It turns out that stress does get under your skin.
And while we hate to be the bearer of bad news, you'll most likely feel at ease once you understand why stress can affect us so much.
Board-certified dermatologist Dr. Ramya Garlapati offered exclusive insight with E! News about how our outer appearance is directly impacted by what's happening inside of our bodies with both acute stress (which is typically related to a specific event or traumatic experience) or the more chronic kind (a consistent feeling one has for a long period of time).
So, the next time you wake up with pimples in areas you normally don't get blemishes or notice your hair falling out a little more than usual, well, you aren't alone. These skin and hair issues could be a result of feeling anxious, worried, overwhelmed—or all of the above.
But, fret not, Dr. Garlapati is here with some solutions.
What skin issues are caused by stress?
"There's a clear link between stress and skin conditions," Dr. Garlapati revealed. "Studies have shown that both acute and chronic stress can exacerbate common skin conditions such as acne, psoriasis, eczema and hair loss to name a few."
In fact, a 2021 Harvard report revealed that telogen effluvium (a common type of alopecia) can be triggered by psychosocial stress and prevent future hair growth. Moreover, research from a 2020 study conducted on mice showed that stress can also cause hair graying.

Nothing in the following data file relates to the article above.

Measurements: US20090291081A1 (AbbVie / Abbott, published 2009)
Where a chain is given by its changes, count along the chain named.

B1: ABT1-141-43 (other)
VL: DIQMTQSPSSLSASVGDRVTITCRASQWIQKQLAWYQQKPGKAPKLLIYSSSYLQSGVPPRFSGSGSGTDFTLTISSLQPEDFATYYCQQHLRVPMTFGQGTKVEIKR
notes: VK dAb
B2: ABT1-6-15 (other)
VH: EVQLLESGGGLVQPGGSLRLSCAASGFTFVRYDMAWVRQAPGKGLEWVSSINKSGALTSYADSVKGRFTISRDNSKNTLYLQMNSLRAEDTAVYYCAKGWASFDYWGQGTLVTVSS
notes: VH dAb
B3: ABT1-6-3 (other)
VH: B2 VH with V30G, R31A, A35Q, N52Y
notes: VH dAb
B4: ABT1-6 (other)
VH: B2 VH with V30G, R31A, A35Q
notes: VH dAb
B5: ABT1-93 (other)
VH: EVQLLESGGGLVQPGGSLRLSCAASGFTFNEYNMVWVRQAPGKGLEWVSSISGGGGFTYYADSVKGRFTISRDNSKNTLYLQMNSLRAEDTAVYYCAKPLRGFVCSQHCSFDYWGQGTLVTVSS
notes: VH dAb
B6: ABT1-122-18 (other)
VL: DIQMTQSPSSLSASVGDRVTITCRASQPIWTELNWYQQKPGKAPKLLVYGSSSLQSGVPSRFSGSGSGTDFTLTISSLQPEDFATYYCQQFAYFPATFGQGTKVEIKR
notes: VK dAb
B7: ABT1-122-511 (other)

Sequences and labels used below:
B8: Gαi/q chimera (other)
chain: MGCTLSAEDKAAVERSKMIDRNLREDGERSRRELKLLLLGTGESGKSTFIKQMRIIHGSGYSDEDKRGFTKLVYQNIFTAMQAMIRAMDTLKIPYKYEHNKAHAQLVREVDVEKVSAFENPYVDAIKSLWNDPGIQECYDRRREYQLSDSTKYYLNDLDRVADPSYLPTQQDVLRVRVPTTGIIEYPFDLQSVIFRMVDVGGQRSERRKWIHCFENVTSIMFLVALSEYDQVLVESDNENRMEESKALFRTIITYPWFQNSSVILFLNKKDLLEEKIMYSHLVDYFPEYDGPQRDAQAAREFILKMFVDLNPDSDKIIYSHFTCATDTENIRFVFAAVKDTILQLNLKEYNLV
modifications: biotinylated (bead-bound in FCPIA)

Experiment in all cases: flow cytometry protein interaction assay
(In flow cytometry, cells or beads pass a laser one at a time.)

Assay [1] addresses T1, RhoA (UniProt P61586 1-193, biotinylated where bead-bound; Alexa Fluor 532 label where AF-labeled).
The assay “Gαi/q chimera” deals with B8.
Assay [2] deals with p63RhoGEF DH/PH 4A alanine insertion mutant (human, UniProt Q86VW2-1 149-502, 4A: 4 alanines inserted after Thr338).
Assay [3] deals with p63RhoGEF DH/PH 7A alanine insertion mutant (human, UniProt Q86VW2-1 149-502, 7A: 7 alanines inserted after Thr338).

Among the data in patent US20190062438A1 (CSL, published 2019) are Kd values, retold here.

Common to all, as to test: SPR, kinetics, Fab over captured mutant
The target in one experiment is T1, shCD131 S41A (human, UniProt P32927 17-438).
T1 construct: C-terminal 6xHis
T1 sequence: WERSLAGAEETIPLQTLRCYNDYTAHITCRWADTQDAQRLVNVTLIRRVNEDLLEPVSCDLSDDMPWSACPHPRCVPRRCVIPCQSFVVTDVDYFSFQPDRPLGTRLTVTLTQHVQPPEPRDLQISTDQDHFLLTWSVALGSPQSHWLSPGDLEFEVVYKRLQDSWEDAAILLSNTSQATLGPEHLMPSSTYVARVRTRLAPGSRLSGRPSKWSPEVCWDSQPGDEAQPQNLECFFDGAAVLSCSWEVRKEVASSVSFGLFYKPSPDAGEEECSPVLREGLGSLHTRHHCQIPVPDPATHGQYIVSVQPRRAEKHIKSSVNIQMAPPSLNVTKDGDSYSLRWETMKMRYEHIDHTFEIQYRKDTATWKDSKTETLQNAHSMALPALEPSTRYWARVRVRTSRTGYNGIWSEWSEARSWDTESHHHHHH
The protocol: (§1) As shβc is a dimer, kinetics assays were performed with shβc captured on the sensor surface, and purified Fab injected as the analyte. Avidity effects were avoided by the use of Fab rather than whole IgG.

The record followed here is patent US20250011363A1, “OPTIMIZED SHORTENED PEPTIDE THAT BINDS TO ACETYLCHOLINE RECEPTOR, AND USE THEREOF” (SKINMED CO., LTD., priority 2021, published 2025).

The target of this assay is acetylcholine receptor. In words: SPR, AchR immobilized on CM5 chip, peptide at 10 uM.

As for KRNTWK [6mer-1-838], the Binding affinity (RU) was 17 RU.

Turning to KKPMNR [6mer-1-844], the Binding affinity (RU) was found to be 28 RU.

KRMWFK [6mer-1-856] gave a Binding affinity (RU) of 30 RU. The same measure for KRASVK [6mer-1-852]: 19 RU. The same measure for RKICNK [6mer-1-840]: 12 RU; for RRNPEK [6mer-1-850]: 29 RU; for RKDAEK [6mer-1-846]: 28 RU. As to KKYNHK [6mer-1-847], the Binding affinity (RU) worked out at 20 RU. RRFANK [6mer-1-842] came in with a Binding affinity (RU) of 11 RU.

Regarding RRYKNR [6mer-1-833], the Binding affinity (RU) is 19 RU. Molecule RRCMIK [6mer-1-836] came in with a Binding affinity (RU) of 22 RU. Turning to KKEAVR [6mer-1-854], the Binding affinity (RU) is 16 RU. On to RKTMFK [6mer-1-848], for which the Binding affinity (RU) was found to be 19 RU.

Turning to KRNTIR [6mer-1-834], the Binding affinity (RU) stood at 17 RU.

Why does stress affect the skin?
While there's not a one-size-fits-all reason as to why stress impacts the skin, Dr. Garlapati shared details on how the body tends to respond to it.
"When you experience stress, whether physical or psychological, your body releases hormones such as cortisol," the dermatologist explained. "Cortisol is a pro-inflammatory substance that causes immune cells to move from the bloodstream into the skin or stimulates pro-inflammatory skin cells to become active."
This, in turn, she said, "leads to inflammatory mediators within the skin being released, which worsens eczema, psoriasis and other skin conditions."
Dr. Garlapati also pointed out that cortisol can cause your oil glands to create more sebum—an oily substance your body naturally produces to keep the skin moisturized—which results in more clogged pores and acne breakouts during times of stress.
How can you combat skin issues triggered by stress?
There's no denying that when your skin is out of whack due to stress that it could actually lead to, uh, more stress. But there are a couple of techniques to help you end the vicious cycle.
"The best thing that you can do is try to remain calm, as stressing yourself out can further exacerbate the condition," the skincare expert suggested. And because she acknowledges that's an easier-said-than-done situation, she added, "Consult your local dermatologist to have your skin evaluated and appropriately managed."
Once you know what is triggering your skin issues, she said, you can tackle it head-on. As she put it, "Knowing what is going on with your skin and how to properly treat it can help reduce the stress that you may be experiencing."